food for the 45,000 people we are feeding each month through
120 agencies and programs."

Second Harvest supplies food to pantries and soup kitchens
throughout the area. For every $10 in cash donated, the food
bank is able to distribute $100 worth of food. Ninety
percent of those seeking help are children, seniors,
disabled individuals and working families.

Still, thousands of Central Coast residents who might
otherwise not need help are facing "food insecurity" this
season because of high housing expenses and unemployment,
according to a recent UCLA study.

A number of area residents have answered Second Harvest?s
call for help. Among them, Boy Scouts and Cub Scouts
collected 6,347 pounds of food during "Scouting For Food," a
door-to-door effort in Santa Cruz and San Benito counties.

Area letter carriers, sparked by postal worker Sheila Payne
at the Santa Cruz Post Office, collected 15 tons of food in
one day during the Letter Carriers Food Drive. Meanwhile,
Granite Construction is raffling off an electric car donated
by Ford Motor Co. through Marty Franich Ford in Watsonville.
Wheel Works offered half-price oil changes with a donation
of two cans of food.

During the Harvest Food Drive, Santa Cruz and San Benito
county schools collected more than 44 tons of food.

For information on donating food or cash to Second Harvest
this season, call 722-7110, ext. 214. To volunteer at Second
Harvest or one of its member agencies, call 722-7110, ext.
205.

Contact Karen A. Davis at [EMAIL PROTECTED]
-






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EVLN(Ford uses abandoned nEVs to get CARB credits)
[The Internet Electric Vehicle List News. For Public EV
 informational purposes. Contact publication for reprint rights.]
 --- {EVangel}
http://www.times-standard.com/Stories/0,1413,127%257E2896%257E1012295,00.html
Monday, November 25, 2002 - 7:12:53 AM MST
Electric Think vehicles new to parks
By Christine Walters For the Times-Standard

The National Park Foundation recently turned over eight
electric Think Neighbor vehicles to the Redwood National and
State Parks as part of the Proud Partners of America's
National Parks program.

They are among 500 of the zero-emissions, low-speed vehicles
Ford Motor Co. donated to be used in national parks
throughout California.

There won't be any more coming. Ford announced in August it
was pulling the plug on its Think electric vehicle division
because of poor customer demand and lack of government
support for the environmentally friendly cars.

Think Neighbors are similar to golf carts and can carry both
cargo and people, with a capacity of two to four passengers.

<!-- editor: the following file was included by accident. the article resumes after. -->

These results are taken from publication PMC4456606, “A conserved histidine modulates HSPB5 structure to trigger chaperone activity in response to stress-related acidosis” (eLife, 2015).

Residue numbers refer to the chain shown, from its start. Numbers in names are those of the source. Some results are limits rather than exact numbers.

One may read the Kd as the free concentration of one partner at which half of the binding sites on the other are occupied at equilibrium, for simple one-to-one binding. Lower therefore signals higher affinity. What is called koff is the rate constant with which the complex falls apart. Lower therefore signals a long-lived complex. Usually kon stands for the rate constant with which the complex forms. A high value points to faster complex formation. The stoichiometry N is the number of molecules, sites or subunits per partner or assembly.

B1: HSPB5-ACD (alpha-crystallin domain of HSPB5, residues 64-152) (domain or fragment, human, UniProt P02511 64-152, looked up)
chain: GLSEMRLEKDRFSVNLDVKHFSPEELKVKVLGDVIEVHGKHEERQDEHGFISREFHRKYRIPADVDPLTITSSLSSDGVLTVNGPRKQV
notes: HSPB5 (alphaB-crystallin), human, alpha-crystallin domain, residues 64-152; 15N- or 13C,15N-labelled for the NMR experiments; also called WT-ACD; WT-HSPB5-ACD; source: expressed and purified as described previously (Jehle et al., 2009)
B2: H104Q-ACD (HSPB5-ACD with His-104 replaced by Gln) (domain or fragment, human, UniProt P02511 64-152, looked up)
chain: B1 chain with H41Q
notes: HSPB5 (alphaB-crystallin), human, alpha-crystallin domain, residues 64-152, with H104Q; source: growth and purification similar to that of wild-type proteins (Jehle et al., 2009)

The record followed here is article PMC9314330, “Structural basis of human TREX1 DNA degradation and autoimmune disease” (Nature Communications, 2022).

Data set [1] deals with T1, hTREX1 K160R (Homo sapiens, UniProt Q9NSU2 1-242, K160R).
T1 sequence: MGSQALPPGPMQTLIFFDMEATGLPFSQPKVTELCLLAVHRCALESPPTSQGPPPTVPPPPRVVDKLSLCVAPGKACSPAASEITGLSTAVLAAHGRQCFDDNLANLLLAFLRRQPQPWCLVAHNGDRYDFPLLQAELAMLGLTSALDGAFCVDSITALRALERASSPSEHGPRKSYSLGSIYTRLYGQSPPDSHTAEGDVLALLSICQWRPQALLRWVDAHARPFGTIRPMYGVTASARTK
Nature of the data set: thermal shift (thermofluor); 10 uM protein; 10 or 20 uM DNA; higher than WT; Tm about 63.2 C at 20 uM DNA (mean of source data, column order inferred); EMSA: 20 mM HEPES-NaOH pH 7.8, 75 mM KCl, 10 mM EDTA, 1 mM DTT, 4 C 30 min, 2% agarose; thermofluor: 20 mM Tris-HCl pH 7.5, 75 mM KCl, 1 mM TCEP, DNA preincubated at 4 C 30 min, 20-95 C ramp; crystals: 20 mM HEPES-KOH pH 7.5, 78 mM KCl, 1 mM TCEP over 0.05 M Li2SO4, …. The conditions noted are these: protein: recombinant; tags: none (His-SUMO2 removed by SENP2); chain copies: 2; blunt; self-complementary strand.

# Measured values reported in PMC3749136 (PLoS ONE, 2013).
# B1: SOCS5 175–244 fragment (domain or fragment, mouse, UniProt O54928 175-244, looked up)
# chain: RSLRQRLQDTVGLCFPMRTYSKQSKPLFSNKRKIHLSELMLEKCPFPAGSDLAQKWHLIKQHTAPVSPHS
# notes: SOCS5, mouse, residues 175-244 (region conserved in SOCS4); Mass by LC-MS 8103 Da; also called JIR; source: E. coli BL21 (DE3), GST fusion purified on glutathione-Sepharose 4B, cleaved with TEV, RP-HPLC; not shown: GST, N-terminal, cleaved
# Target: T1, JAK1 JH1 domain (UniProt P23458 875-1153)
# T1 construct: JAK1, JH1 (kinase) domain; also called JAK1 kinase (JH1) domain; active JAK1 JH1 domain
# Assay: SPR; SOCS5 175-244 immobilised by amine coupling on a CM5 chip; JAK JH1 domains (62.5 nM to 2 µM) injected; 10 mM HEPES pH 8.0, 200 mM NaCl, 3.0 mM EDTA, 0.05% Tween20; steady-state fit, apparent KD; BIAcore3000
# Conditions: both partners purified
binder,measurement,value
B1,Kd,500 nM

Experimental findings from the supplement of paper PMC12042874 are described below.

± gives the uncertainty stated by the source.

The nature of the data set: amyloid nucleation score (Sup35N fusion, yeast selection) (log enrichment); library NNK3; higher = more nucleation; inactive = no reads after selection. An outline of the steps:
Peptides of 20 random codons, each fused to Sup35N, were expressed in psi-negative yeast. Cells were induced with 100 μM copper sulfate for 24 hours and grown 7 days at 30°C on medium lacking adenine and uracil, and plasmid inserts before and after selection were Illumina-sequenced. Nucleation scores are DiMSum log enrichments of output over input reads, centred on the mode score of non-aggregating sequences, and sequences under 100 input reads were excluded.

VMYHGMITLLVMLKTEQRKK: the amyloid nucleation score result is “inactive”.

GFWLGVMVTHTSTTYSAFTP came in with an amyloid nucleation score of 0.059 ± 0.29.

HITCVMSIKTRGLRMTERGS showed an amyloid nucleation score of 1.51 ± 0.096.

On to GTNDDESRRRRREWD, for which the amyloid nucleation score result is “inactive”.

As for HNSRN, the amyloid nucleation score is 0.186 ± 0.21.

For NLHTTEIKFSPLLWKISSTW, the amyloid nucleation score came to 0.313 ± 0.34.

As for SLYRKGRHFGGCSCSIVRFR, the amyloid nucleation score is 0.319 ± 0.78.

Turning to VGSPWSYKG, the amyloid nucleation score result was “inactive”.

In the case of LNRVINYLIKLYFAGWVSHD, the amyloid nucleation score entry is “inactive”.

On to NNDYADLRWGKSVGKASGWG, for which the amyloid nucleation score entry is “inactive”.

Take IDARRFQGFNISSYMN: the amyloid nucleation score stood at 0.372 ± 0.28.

Producing zero emissions and almost no sound, they help
reduce air and noise pollution in the parks. A standard
120-volt household outlet is used to charge them, and they
are certified for use on roads up to 35 miles per hour.
Recharging can take as long as six hours.

Electric vehicle use in the parks will greatly reduce the
need for gasoline powered vehicles on short trips in the
campgrounds, as well as lighten the workload of employees
while transporting items from one location to another. The
Redwook parks people hopes the public will learn by example
that EVs provide a viable solution to increasing
environmental transportation problems, such as air pollution
and gasoline supply.

"With the North State's increasing air pollution issues, it
is important to find alternative transportation methods
through walking, bicycling and electric cars," a parks press
release said.

The vehicles will be used at Prairie Creek, Mill Creek and
Jedediah Smith Redwood State Parks, as well as Wolf Creek
Educational Center, Redwood Information Center, Requa
Maintenance Center, Crescent Beach Educational Center and
Howland Hill Outdoor School.

Ford said Think production disappointed. Ford, which bought
Norway-based Think in 1999 for $23 million and invested $100
million in electric vehicle battery technology since then,
will instead focus on developing fuel cell and hybrid
gasoline-electric vehicles to meet environmental regulations
for cars and trucks, spokesman Tim Holmes told Reuters in
August.

Other automakers have also backed away from pure electric
vehicles, Reuters reported. Ford's rival General Motors, the
world's largest automaker, spent more than $1 billion to
develop the GM EV1 electric vehicle in the 1990s. But the
EV1 also suffered from a limited range of less than 100
miles before it needed hours of recharging time, and GM
stopped building the EV1 a few years ago.
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EVLN(McGruff buys GEM with drug money)
[The Internet Electric Vehicle List News. For Public EV
 informational purposes. Contact publication for reprint rights.]
 --- {EVangel}
http://www.borderlandnews.com/stories/borderland/20021129-48179.shtml
* Drug money helps buy McGruff's car:
Two new sheriff's vehicles, bought with confiscated drug
money, were part of the Las Palmas Del Sol Sun Bowl Parade
on Thursday, officials of the El Paso County Sheriff's